Today’s Headlines

  • Today at Noon: Join Safe Streets Advocates at City Hall in a Rally for Vision Zero (SF Examiner)
  • Mayor Lee Ignores Benefits of Sunday Meters in “State of the City” Address (Exam, SFBG, Weekly)
  • Lyft Driver Hospitalizes Elderly Woman in Crosswalk at Larkin and Jackson (NBC, ABCKTVU)
  • Chronicle Columnist Fields Streetsblog’s Thoughts on Ped Safety; From Last Week: SFBG‘s Overview
  • More From the Hearing on SFPD’s Efforts to Make Streets Safer for Walking and Biking (SF Appeal)
  • SF Weekly Bike Columnist: Elevated Bikeways, Pedestrian Airbags Could Move Us Toward Vision Zero
  • “Pissed Off Voters”: SFMTA Must Up Tech Shuttle Fees (Exam); Google Issues Talking Points (SFBG)
  • Blogger Displeased With SFPD’s Slow Response to Report of Bike Theft, Chop Shop (SFist, ABC)
  • Hearing on Golden Gate Bridge Toll Hike to Be Held Today at 5 P.M. (Marin IJ)
  • Peninsula Transpo Alternatives: SJ Diridon Station Plans Don’t Take Full Advantage of Location
  • 14-Year-Old Girl on Bike Killed by VTA Train at Southwest Expressway in San Jose (Mercury News)
  • One Injured, One Killed by Caltrain at Santa Clara Station (San Mateo Patch)

More headlines at Streetsblog Capitol Hill

  • jd_x

    Elevated bikeways? Seriously? Who is talking about this crap? Didn’t we learn enough from the mistakes of elevated freeways? Come on: livable cities need all people on the street level interacting. Plus, it’s way cheaper and much more desirable than this aerial crap. Why does our society pick the most complicated and inefficient ways to do things? We need more people bicycling … so let’s build … no, not bike lanes on the street … but aerial bikeways! Wow, the ability of such people to understand what is truly integral to livable streets is what is zero.

  • aslevin

    I really do not get the complaint about the talking points. Everyone who does advocacy, who is encouraging people who may be giving public comment for the first time provides a list of tips and and outline to fill in with their own words, ie. talking points.

    One of the complaints of the Google bus protestors was that tech workers don’t participate in local culture and civic activities. The talking points encourages people to say in their own words why they like San Francisco and how they participate in local volunteer and civic activities – encouraging people who are involved to say so, and implicitly encouraging people who might not be involved to get involved. This is a good thing.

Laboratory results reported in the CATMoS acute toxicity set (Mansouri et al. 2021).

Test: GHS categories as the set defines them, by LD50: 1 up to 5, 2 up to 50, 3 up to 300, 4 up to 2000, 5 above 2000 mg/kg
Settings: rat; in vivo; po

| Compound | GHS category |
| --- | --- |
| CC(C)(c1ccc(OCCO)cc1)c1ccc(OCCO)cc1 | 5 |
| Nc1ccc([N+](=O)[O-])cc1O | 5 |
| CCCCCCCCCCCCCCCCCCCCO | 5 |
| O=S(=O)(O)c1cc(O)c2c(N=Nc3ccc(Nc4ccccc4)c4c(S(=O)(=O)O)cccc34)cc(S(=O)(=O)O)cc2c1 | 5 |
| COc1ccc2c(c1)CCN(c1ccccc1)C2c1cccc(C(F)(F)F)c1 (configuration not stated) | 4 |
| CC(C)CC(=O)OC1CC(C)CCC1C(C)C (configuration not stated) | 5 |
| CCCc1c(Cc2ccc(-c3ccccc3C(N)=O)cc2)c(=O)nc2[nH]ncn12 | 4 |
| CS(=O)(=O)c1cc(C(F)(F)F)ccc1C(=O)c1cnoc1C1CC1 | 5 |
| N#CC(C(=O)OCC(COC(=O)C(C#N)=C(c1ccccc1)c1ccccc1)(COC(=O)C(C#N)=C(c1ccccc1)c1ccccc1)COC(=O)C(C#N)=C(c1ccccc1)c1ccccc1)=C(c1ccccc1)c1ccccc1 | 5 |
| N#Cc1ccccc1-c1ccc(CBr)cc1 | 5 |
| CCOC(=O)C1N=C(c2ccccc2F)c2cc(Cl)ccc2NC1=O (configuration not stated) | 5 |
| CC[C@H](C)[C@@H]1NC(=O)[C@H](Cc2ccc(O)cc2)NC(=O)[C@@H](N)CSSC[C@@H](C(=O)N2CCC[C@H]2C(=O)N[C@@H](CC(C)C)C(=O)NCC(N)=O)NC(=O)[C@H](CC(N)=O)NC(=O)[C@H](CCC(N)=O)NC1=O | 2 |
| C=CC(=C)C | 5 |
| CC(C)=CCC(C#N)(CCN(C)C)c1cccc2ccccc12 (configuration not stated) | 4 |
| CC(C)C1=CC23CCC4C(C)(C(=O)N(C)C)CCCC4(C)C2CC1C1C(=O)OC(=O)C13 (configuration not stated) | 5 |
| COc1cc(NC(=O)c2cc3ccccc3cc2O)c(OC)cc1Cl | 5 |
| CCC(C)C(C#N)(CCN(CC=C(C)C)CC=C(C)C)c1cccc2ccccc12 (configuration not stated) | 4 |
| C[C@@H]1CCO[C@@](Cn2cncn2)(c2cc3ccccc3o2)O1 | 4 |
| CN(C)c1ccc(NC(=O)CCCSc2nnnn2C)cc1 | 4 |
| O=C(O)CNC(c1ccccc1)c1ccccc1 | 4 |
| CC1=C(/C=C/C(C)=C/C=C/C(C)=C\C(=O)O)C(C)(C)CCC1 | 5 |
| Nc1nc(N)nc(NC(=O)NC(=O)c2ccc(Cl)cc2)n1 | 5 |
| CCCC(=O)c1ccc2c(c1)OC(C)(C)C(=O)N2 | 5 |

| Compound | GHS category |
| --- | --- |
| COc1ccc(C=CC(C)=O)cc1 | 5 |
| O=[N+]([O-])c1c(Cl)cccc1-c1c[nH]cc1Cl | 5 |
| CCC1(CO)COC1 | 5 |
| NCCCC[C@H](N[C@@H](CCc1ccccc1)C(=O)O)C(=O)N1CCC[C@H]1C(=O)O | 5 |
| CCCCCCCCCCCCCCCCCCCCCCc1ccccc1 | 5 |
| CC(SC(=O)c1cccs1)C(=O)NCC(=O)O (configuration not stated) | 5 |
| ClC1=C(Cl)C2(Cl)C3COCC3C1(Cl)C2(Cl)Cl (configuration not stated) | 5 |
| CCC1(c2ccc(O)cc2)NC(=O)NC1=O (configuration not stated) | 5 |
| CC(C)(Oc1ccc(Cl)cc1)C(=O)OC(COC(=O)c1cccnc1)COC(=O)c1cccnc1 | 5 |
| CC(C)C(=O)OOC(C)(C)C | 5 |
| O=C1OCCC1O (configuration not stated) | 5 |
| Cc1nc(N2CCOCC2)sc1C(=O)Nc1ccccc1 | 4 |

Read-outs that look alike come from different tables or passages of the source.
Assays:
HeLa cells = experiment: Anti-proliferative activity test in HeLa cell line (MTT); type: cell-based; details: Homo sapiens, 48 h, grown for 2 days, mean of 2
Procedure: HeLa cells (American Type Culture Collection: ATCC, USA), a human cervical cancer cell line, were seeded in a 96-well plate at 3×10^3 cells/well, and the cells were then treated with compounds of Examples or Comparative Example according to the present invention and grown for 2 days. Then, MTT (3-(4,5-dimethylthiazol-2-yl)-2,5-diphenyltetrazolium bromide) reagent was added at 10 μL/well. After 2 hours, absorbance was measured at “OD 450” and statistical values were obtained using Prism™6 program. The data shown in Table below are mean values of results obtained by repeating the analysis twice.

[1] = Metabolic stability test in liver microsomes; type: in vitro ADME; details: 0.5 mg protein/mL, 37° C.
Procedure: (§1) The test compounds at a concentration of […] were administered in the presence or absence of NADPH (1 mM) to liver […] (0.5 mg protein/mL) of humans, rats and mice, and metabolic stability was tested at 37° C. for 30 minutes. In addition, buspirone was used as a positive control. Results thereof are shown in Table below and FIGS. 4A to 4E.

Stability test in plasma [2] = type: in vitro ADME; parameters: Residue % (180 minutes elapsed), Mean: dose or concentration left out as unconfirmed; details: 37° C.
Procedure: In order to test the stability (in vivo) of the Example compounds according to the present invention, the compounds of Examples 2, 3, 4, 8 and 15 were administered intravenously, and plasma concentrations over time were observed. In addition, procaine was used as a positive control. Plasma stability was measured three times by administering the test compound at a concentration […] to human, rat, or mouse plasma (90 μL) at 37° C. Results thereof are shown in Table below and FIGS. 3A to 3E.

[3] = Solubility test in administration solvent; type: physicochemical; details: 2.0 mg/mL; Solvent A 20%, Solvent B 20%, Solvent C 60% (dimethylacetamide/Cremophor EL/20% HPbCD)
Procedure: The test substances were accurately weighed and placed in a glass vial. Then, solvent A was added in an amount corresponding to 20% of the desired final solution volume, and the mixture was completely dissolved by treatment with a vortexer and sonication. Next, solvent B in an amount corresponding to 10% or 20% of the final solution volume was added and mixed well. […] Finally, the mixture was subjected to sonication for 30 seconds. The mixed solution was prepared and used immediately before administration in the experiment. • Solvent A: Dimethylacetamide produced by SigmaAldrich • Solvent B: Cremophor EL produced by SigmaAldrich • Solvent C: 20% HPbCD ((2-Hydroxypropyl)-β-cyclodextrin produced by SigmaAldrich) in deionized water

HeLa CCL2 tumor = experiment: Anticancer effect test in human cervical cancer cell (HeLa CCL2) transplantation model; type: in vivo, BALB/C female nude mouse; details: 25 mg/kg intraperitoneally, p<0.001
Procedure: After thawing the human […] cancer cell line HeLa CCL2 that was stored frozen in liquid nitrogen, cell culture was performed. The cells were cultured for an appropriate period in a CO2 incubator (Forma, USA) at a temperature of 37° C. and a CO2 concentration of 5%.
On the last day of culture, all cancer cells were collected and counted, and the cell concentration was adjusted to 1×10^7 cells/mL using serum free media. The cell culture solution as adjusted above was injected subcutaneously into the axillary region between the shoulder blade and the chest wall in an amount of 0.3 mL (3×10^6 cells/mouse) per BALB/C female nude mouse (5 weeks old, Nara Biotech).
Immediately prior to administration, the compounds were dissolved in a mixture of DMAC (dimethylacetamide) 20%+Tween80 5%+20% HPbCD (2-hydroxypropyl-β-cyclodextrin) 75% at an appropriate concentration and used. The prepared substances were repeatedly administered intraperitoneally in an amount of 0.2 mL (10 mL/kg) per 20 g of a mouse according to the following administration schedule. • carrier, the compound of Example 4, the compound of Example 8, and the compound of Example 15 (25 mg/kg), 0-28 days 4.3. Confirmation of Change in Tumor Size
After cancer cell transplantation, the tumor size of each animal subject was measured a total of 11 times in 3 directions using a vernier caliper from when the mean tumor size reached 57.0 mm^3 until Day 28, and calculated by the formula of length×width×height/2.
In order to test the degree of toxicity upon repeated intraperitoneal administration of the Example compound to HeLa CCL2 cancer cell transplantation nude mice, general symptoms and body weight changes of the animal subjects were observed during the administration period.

Now that Google will be paying for the spots and participating with rules, the valid complaint is gone. Want to negotiate for higher fees, that’s fine…

    Having local tech workers advocate for more housing in Peninsula / South Bay communities to avoid the commute would be fine also. Organizing tech workers to participate in local land decisions would also involve dreaded talking points.

    It’s not about the talking points – it’s just scapegoating for problems the people complaining don’t want to own, like housing.

  • coolbabybookworm

    I didn’t bother clicking on the link yet, but I believe there are times for thinking about totally different ways of building places. UC Santa Cruz for example has huge, beautiful bridges connecting parts of the campus between hills. I’m not saying that’s what we need, but it’s worth thinking about sometimes, though not in place of on the ground advocacy.

  • coolbabybookworm

    The talking points that you mention are good examples of good talking points, but I don’t think the problems people have are with talking points, per se, but the overall tone of the email. It was very heavy handed and at least one point, telling SFMTA that without the buses you would drive, clashes with survey data that has been gathered as a way of continuing the greenwashing of the buses.

  • aslevin

    I can see that, and yet, one of the valid concerns has been wanting to see the tech companies get more involved in solving local and regional transportation and housing issues. Constructive comment on how to participate in a helpful way is ok. But I’m mostly hearing scapegoating and NIMBYism instead.